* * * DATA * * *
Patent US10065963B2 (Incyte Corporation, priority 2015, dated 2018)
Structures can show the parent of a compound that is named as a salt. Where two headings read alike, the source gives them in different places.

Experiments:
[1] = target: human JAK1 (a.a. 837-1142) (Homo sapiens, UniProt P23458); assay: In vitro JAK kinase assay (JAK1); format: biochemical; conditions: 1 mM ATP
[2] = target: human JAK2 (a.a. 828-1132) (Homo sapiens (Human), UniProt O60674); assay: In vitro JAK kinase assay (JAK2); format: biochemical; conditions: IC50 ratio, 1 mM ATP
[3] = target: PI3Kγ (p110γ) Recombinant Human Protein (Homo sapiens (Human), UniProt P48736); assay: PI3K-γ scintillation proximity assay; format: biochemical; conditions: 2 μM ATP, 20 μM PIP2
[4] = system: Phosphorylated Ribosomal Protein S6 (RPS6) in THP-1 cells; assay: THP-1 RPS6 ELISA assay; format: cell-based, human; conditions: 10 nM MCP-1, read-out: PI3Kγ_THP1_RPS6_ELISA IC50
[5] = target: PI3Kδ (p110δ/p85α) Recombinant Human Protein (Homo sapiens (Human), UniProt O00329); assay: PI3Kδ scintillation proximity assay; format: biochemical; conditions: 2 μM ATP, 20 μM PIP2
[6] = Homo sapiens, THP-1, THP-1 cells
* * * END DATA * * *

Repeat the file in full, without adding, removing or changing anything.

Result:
Patent US10065963B2 (Incyte Corporation, priority 2015, dated 2018)
Structures can show the parent of a compound that is named as a salt. Where two headings read alike, the source gives them in different places.

Experiments:
[1] = target: human JAK1 (a.a. 837-1142) (Homo sapiens, UniProt P23458); assay: In vitro JAK kinase assay (JAK1); format: biochemical; conditions: 1 mM ATP
[2] = target: human JAK2 (a.a. 828-1132) (Homo sapiens (Human), UniProt O60674); assay: In vitro JAK kinase assay (JAK2); format: biochemical; conditions: IC50 ratio, 1 mM ATP
[3] = target: PI3Kγ (p110γ) Recombinant Human Protein (Homo sapiens (Human), UniProt P48736); assay: PI3K-γ scintillation proximity assay; format: biochemical; conditions: 2 μM ATP, 20 μM PIP2
[4] = system: Phosphorylated Ribosomal Protein S6 (RPS6) in THP-1 cells; assay: THP-1 RPS6 ELISA assay; format: cell-based, human; conditions: 10 nM MCP-1, read-out: PI3Kγ_THP1_RPS6_ELISA IC50
[5] = target: PI3Kδ (p110δ/p85α) Recombinant Human Protein (Homo sapiens (Human), UniProt O00329); assay: PI3Kδ scintillation proximity assay; format: biochemical; conditions: 2 μM ATP, 20 μM PIP2
[6] = Homo sapiens, THP-1, THP-1 cells